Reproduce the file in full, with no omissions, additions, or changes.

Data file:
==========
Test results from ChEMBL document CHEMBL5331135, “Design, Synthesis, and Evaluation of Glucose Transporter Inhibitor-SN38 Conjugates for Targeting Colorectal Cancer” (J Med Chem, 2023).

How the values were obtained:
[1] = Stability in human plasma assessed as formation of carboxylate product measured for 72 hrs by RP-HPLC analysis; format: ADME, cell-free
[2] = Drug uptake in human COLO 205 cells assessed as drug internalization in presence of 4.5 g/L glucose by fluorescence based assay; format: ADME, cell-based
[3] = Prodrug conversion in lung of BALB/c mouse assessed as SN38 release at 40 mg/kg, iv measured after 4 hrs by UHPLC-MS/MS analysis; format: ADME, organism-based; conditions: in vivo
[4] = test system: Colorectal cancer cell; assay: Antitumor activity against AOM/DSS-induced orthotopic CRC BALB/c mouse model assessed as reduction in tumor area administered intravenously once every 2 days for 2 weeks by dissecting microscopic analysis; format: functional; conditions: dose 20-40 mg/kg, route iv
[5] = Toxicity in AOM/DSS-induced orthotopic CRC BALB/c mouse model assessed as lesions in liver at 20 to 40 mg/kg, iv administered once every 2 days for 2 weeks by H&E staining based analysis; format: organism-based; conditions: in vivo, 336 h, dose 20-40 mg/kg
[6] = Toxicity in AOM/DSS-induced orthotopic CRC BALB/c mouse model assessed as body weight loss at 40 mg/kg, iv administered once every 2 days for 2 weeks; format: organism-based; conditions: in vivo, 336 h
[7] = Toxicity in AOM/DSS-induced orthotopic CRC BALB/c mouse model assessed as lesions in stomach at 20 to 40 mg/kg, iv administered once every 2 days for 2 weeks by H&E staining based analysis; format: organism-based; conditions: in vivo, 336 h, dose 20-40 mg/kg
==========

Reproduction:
Test results from ChEMBL document CHEMBL5331135, “Design, Synthesis, and Evaluation of Glucose Transporter Inhibitor-SN38 Conjugates for Targeting Colorectal Cancer” (J Med Chem, 2023).

How the values were obtained:
[1] = Stability in human plasma assessed as formation of carboxylate product measured for 72 hrs by RP-HPLC analysis; format: ADME, cell-free
[2] = Drug uptake in human COLO 205 cells assessed as drug internalization in presence of 4.5 g/L glucose by fluorescence based assay; format: ADME, cell-based
[3] = Prodrug conversion in lung of BALB/c mouse assessed as SN38 release at 40 mg/kg, iv measured after 4 hrs by UHPLC-MS/MS analysis; format: ADME, organism-based; conditions: in vivo
[4] = test system: Colorectal cancer cell; assay: Antitumor activity against AOM/DSS-induced orthotopic CRC BALB/c mouse model assessed as reduction in tumor area administered intravenously once every 2 days for 2 weeks by dissecting microscopic analysis; format: functional; conditions: dose 20-40 mg/kg, route iv
[5] = Toxicity in AOM/DSS-induced orthotopic CRC BALB/c mouse model assessed as lesions in liver at 20 to 40 mg/kg, iv administered once every 2 days for 2 weeks by H&E staining based analysis; format: organism-based; conditions: in vivo, 336 h, dose 20-40 mg/kg
[6] = Toxicity in AOM/DSS-induced orthotopic CRC BALB/c mouse model assessed as body weight loss at 40 mg/kg, iv administered once every 2 days for 2 weeks; format: organism-based; conditions: in vivo, 336 h
[7] = Toxicity in AOM/DSS-induced orthotopic CRC BALB/c mouse model assessed as lesions in stomach at 20 to 40 mg/kg, iv administered once every 2 days for 2 weeks by H&E staining based analysis; format: organism-based; conditions: in vivo, 336 h, dose 20-40 mg/kg